For young women who are having fertility issues, following a “Mediterranean diet” could be the key to getting pregnant.

A team of scientists found a connection between that diet style — which includes a lot of fruits, vegetables, nuts, whole grains and olive oil, and puts a stronger emphasis on fish than on red meat — and success with in vitro fertilization, the process by which embryos are implanted into a woman’s uterus.

The association is based on a study of almost 250 Greek couples going through IVF and their diets. That paper, published in the journal Human Reproduction, showed that for the females younger than 35, the more closely the women’s food intake aligned with a Mediterranean diet, the more likely she was to become pregnant from the IVF and give birth to a live child.

The women, none of whom were obese, had reported how much they ate of different food groups in the six months before their first fertility treatment. Researchers then scored their diets based on how close they were to what would be considered a Mediterranean-style diet.

As compared to the women in the study whose food was least aligned with a Mediterranean diet, the ones who were most aligned had nearly double the chance of getting pregnant and having a baby — almost half of them had a live birth compared to only about 27 percent of the women with the lowest scores.

That pattern was seen only in women between 22 and 34. According to the researchers, the women studied whose ages were between 35 and 41 did not have a similar pattern.

“The fact that in our study a favorable effect of the Mediterranean diet was evident only among women younger than 35 years doesn’t mean that eating a healthy diet is not as important for older women,” researcher Nikos Yiannakouris said in a statement from the journal publisher, the European Society of Human Reproduction and Embryology.

Rather, for the older set of women, other factors may be coming together to affect the success of their IVF that outweigh the environmental ones, such as hormonal differences.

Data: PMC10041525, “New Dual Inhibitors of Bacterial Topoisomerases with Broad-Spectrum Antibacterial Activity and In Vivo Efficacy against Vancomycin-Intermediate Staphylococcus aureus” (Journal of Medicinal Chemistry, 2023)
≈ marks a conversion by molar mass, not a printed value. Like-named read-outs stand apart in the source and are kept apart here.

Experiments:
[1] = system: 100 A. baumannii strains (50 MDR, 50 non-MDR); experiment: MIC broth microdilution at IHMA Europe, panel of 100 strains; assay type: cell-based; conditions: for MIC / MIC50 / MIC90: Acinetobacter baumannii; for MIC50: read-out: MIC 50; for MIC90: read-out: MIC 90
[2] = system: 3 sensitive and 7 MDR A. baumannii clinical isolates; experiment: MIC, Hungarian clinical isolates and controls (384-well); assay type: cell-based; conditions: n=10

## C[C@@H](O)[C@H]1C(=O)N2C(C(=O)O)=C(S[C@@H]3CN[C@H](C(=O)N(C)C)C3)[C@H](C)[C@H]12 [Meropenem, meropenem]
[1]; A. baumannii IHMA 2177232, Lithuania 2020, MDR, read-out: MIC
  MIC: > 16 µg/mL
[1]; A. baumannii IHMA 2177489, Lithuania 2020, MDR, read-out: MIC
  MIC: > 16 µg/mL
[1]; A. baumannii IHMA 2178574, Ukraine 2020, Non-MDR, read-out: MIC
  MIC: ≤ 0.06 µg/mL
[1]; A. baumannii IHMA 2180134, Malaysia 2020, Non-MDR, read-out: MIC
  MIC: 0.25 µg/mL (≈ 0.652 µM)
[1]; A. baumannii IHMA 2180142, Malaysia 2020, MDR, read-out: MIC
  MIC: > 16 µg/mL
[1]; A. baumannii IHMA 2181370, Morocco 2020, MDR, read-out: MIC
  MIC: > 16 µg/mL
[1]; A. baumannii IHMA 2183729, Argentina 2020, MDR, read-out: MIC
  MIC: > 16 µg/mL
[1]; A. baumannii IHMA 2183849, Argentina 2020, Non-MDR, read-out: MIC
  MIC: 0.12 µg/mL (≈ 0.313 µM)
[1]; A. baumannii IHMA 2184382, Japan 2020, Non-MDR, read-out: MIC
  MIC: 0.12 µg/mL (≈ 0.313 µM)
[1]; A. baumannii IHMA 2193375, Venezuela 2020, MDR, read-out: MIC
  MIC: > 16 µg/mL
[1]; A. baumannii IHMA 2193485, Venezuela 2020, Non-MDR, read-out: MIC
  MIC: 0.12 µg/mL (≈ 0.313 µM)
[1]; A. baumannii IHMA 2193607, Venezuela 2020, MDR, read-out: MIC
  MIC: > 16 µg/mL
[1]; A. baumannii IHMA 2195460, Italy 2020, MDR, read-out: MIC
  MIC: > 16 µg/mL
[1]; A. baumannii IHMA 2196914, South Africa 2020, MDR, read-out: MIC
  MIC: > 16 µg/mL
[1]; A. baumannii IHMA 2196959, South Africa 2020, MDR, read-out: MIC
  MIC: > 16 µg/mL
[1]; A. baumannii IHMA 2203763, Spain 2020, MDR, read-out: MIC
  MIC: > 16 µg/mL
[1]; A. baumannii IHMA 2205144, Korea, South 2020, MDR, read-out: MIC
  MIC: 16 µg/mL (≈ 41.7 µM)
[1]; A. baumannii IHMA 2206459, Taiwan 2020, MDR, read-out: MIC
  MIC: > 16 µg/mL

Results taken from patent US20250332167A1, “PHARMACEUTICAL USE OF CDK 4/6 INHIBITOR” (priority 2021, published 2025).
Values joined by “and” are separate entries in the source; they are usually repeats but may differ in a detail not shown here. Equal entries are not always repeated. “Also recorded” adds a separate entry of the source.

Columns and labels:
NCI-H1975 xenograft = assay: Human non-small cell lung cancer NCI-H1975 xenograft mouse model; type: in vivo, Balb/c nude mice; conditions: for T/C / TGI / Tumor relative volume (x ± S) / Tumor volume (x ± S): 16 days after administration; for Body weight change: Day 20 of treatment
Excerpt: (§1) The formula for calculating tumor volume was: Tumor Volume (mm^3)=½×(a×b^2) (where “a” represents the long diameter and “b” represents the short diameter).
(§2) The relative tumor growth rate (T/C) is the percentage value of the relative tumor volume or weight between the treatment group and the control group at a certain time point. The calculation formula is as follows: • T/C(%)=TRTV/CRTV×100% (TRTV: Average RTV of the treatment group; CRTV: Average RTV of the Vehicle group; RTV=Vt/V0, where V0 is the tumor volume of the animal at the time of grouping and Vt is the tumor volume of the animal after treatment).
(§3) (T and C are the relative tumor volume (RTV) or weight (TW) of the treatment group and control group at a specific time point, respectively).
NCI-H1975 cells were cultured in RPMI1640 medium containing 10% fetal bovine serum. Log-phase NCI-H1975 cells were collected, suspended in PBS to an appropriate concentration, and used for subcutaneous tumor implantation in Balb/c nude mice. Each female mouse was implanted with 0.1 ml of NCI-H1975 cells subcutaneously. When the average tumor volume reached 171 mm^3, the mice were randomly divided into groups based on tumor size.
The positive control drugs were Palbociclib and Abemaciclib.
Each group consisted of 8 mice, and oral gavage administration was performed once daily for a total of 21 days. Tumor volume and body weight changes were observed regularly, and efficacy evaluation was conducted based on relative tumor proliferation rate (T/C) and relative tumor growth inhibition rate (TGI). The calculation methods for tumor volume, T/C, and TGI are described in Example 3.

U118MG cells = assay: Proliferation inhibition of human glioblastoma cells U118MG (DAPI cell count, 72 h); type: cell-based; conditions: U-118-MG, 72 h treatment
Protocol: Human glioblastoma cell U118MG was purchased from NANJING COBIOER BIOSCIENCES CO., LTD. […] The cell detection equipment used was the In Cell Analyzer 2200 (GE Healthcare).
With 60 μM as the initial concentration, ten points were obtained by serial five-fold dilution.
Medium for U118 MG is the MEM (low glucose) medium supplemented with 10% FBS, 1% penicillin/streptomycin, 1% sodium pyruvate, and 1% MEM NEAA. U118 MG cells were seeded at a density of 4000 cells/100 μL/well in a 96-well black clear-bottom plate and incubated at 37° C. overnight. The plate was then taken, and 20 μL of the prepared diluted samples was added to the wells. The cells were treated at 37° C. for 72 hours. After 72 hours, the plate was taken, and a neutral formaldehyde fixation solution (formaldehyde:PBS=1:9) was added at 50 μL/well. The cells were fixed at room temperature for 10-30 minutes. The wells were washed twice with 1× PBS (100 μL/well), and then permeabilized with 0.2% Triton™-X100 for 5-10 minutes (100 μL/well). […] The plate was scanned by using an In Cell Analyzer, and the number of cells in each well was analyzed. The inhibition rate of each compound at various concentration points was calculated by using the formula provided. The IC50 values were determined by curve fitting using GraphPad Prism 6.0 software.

With the younger set, every five additional points in their diet score — which ran from 0 to 55 — translated to a 2.7 times greater chance of having a baby, according to the study.

The researchers point to several different possible explanations of the diet’s effect on IVF success, including the Mediterranean diet being high in antioxidants; moderating blood sugar levels; and preventing a high intake of red meat, which has previously been linked to IVF issues.

“Central to the effort … is the notion that it is a pattern characterized by high consumption of foods and food groups that have been positively associated with fertility and treatment outcomes, such as whole grains,” according to the study.

But it’s not clear what exact aspects of the diet are creating the association the researchers saw.

Although the study results only apply to women undergoing IVF, it is possible that future research may connect a Mediterranean diet and conception success in women who are getting pregnant naturally.

“Our findings suggest that MedDiet may affect key elements in the endometrial environment which have a positive influence on pregnancy maintenance … and that its beneficial effect could be through increasing embryo survival,” researcher Nikos Giannakouris told International Business Times. “So it is likely that it would also have a beneficial effect on women trying to conceive naturally, but this needs to be addressed in future studies.”